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AT&T Review

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PROS / AT&T has the largest selection of flagship-quality phones of any major provider.

CONS / Its family plans are just as pricey as Verizon’s, despite offering slightly lower coverage quality.

 VERDICT / It can’t claim to be the best carrier on the block, but with a solid balance of price and performance, AT&T is a great alternative.

AT&T has been playing second fiddle to Verizon for years, always one step behind its biggest rival. It doesn’t quite have the best network coverage, for example, but it easily nabs second place. Its speeds don’t average as high, but they’re still dependable and outpace every other contender. The one area it does better than Verizon in is price, but even there AT&T lags behind the competition, charging $5 more per month than T-Mobile for the same data allocation.

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Indeed, AT&T is the cellular world’s poster child for “jack of all trades, master of none.” If you’re looking for the cheapest carrier, or the fastest, or the most widespread, there’s always a better option. If, on the other hand, you’re after a balance of speed and coverage, of price and performance, then it’s worth a second look. It’s not the best cell phone provider in the country, but it’s a close second, which is why it earns our Top Ten Reviews Silver Award.

  1. The cost of an average single-line plan with at least 2GB of data.
    (cheaper is better)
  2. 2 AT&T
  3. $65
  4. $50
  5. Category Average

Coverage & Quality

AT&T’s network is very, very good. It offers coast-to-coast coverage in both urban and rural regions, with few dropped calls and fewer lost texts. Its speeds are impressive and consistent: 84 percent of RootMetrics’ tested localities get 10 Mbps or faster speeds, no small feat when you’re considering rural as well as urban areas. Even its LTE footprint is solid, since virtually all its covered areas get strong LTE service.

Most people won’t notice the difference between AT&T’s coverage and Verizon’s best-in-class cell phone service. Both are nearly universal, with noticeable gaps only in the most rural parts of the country, and both offer reliable uptime and consistent speeds. Verizon takes the edge cases that AT&T doesn’t; second place is second place.

Pricing & Fees

AT&T’s network is slightly inferior to Verizon’s, so it stands to reason that its prices would be lower. An individual plan is $55 for 2GB of data and unlimited talk and text. Not including the price of a new smartphone, that comes out to $1,320 for two years of service. It’s pretty good, considering the quality of coverage you can enjoy, but it’s far from the cheapest cell phone plan available.

Family plans are rather pricey. You can get four lines and 15GB of shared data between them for $160 per month. Data overages are charged rather than throttled, so you pay $15 for each additional gigabyte per month instead of simply seeing your speeds slow down. There’s a $15 activation fee for new lines and a $35 restocking fee if you buy a phone from AT&T and decide to return it within the grace period.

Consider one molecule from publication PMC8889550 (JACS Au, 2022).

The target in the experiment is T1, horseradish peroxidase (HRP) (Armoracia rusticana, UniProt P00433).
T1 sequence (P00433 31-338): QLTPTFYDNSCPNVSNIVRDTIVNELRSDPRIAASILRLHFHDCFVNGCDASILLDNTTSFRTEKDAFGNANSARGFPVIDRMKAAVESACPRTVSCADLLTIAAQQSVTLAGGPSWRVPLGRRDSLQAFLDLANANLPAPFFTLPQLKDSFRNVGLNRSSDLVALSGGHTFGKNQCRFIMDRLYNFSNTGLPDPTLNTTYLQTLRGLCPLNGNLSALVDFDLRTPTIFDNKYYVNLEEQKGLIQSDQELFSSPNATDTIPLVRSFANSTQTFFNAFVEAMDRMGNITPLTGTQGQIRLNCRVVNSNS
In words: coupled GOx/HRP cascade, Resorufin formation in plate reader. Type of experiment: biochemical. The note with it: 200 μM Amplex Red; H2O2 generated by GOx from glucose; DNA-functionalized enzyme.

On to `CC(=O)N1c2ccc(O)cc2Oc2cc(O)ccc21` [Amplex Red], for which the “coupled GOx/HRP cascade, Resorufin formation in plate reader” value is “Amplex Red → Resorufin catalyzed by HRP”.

Factoring in network coverage, features and support, AT&T’s value for money is about on par with Verizon. Individual plans are slightly cheaper, but then, the network is a bit more constricting. The result’s a wash – if coverage is important to you and you don’t live in the boonies, AT&T could save you some cash.

Plan Features

AT&T doesn’t offer an unlimited data plan unless you're a DirecTV customer, but it is one of two providers with data rollover. If you don’t use your entire data allocation one month, AT&T attaches whatever’s left to the end of the following month’s allocation. There are a couple caveats, of course – the rollover data only stays around one month, and you don’t dip into it until you completely drain your primary allocation. Still, it’s a welcome extra on every plan.

If you have friends or family in other countries, the company’s international cell phone plans are among the best, simply because they’re cheap. For $5 a month, you can get unlimited calling to Canada and Mexico and reduced per-minute rates to the rest of the world. Calling internationally is still an option without the plan, but you may rack up connection fees in the process.

Device Selection

AT&T’s device selection is excellent, especially when it comes to flagship phones. The big names like the iPhone 6s and Samsung Galaxy S7 are, of course, present, but so are lesser-known flagships like the HTC One A9 or variants like Samsung’s Galaxy Active phones. BlackBerry fans have access to the popular Priv, while Windows diehards can buy the Lumia 950.

The mid-tier front is more limited, as the company lacks major players like the latest Moto X or Google’s Nexus phones, but the budget phones category is the real shocker: As of publishing, the number of options under $200 can be counted on one hand. If you’re in the market for a cheap device, AT&T clearly isn’t catering to you.


When you get down to it, not much separates the top two cell phone companies in the nation. Both have great coverage, strong LTE networks and fast speeds. They both offer a wide range of devices for selective buyers, and in terms of value for your money, are about equal. Consequently, AT&T is a great choice if you need dependable coverage, but want to save what money you can in the process. It might not be quite to Verizon’s standard, but it’s a solid runner-up.

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